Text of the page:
There is no doubt that Hong Kong is going through an identity crisis. Those who have had teenage children will appreciate the mood swings and the irrational emotionality of the conflicted child; anxious to grow up but reluctant to face the reality of adulthood. I came to Hong Kong two years after the handover/return of the territory to mainland China. Economically things were not so bright, but politically Hong Kong residents were still delighted with their new freedom from British colonial rule. Now we are in 2012 and the fateful 2047 seems not so distant anymore. As the territory moves inexorably towards full reunification with mainland China, the days of British rule are increasingly being referred to in nostalgic terms.
There are many problems, and things came to a head recently when some local Hong Kong people were trying to take photographs of a shop display in a busy Canton Road in Tsim Sha Tsui. It was unfortunate because a security guard employed by the shop rushed out to stop the photography. Strong words were used by both sides, and the conclusion of the exchange was that local Hong Kong people were not welcome to take photographs, although mainland tourists are. This was enough to open the floodgates of resentment and prejudice that has built up over the past few years. Already there are concerns with heavily pregnant mainland mothers apparently sneaking into Hong Kong in the backs of vans in the dead of night in order to give birth in Hong Kong hospitals. The benefits of excellent healthcare are matched with the right of abode for the baby. As the auspicious Year of the Dragon approaches the problem is only expected to get worse. The government has tried to cap the number of births in both private and public hospitals, but the flood gates have been opened.
But there is more. The increasing economic prosperity of mainland China means that Hong Kong is now being “invaded” by mainlanders who are buying up the housing, buying up the luxury goods (including, of course, the iPhone 4s), and emptying the supermarkets and chemists of basic commodities. With so many concerns about food products in the mainland, items such as baby milk powder processed in Australia, Europe, or America are being bought up in the same way as the UK citizens used to buy wine from France. Bulk purchase.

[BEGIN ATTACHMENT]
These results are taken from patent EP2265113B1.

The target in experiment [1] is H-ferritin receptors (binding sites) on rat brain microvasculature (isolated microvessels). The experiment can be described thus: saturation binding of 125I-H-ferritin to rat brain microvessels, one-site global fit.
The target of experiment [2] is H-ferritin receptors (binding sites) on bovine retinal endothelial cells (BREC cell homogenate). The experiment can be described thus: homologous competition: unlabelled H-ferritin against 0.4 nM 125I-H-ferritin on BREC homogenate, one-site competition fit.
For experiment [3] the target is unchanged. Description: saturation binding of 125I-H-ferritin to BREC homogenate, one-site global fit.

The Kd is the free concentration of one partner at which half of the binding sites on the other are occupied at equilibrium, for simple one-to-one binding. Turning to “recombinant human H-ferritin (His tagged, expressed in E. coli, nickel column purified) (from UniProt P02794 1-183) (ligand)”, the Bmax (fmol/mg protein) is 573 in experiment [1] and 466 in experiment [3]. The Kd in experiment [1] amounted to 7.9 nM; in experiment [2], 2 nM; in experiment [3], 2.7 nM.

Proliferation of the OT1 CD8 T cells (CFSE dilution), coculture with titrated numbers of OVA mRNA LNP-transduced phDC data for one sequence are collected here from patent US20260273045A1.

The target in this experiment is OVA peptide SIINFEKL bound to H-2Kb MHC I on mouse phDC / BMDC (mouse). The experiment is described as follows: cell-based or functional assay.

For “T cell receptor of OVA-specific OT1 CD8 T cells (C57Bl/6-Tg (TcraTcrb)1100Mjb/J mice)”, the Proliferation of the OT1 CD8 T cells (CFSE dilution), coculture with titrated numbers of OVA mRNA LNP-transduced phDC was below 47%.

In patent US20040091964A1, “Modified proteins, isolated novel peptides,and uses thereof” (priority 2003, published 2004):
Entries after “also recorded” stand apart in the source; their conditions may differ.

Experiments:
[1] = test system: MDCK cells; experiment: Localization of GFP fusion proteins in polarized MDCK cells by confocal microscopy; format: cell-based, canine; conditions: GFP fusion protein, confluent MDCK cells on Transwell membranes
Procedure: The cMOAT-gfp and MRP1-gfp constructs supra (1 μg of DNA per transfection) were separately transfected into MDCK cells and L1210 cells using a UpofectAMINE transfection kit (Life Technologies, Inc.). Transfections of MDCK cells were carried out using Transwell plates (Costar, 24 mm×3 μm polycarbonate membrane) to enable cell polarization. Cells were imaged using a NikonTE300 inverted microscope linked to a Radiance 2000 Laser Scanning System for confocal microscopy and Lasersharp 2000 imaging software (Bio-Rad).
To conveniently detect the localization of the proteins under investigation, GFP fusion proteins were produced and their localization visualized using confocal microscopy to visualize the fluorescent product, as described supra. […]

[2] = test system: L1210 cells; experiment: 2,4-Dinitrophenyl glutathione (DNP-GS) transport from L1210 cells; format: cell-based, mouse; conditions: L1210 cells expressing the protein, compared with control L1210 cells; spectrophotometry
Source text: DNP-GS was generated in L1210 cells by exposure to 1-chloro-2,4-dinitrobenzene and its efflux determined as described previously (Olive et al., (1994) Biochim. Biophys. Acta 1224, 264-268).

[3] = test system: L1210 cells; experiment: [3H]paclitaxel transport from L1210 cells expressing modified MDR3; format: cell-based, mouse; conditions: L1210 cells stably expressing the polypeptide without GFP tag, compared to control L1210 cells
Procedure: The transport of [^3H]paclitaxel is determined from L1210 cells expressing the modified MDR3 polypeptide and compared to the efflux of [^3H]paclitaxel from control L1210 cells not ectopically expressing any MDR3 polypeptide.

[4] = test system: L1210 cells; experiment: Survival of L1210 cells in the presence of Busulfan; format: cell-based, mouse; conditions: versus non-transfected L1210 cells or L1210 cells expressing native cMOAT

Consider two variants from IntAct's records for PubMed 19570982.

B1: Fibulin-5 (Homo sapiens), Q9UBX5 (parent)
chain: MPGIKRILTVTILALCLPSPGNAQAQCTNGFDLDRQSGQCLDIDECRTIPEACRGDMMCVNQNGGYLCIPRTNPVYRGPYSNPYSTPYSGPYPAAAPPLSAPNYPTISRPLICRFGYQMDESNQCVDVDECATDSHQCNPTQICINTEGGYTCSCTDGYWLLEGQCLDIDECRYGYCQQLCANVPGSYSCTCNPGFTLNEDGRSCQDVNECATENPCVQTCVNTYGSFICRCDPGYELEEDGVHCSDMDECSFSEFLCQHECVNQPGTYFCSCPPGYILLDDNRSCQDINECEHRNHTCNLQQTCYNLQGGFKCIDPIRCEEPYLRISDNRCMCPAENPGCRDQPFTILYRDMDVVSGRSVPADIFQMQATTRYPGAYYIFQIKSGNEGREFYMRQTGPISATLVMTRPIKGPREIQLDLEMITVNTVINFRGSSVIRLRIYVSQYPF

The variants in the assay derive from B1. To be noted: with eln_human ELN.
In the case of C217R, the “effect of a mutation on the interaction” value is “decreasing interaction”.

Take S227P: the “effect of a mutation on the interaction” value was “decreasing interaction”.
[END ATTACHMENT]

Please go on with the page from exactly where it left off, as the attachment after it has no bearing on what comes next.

Life in Hong Kong is as exciting and as challenging as ever, but the opportunities are changing. After years of exploiting the mainlanders, the mainland Chinese are now exploiting Hong Kong. This is not a bad thing if the service minded territory refocuses and takes advantage of the new opportunities. We can see this in medicine where the local medical politicians are still trying to restrict the entry of overseas medical graduates from working in Hong Kong. The influx of mainland mothers is increasing the demand on neonatal care services and these are at present under staffed and underfunded. There is a desperate need for overseas trained doctors to prop up the shortfall in local staff. One problem with the present medical and political system is that once a mainland mother gives birth (for a fee) in a private or public hospital, the baby (now a Hong Kong citizen) is entitled to the heavily subsidized neonatal care, if it is available.
So Hong Kong has a number of hot potatoes, and the perception of the wealthy mainlanders buying up property and basic commodities needed by the Hong Kong taxpayers is one. The apparent exploitation of the publicly funded health service is another.
This is a year when a new chief executive is to be elected, and how they manage these critical issues may well define the future of Hong Kong as a city of relevance in the Far East.
Andrew Burd is professor of plastic, reconstructive, and aesthetic surgery at the Chinese University of Hong Kong. His major clinical interests involve paediatric burns care and the role of plastic surgery in the palliation of advanced malignancy. Academic interests include pragmatic ethics related to the practice of medicine including research and publication.